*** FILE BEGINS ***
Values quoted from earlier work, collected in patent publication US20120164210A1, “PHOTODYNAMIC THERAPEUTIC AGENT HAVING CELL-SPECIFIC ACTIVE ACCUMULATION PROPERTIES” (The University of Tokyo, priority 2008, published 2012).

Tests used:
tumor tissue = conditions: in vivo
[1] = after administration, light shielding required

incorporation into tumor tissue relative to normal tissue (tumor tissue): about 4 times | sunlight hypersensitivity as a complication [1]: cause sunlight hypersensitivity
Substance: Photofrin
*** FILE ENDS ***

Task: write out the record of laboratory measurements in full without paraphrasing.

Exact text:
Values quoted from earlier work, collected in patent publication US20120164210A1, “PHOTODYNAMIC THERAPEUTIC AGENT HAVING CELL-SPECIFIC ACTIVE ACCUMULATION PROPERTIES” (The University of Tokyo, priority 2008, published 2012).

Tests used:
tumor tissue = conditions: in vivo
[1] = after administration, light shielding required

incorporation into tumor tissue relative to normal tissue (tumor tissue): about 4 times | sunlight hypersensitivity as a complication [1]: cause sunlight hypersensitivity
Substance: Photofrin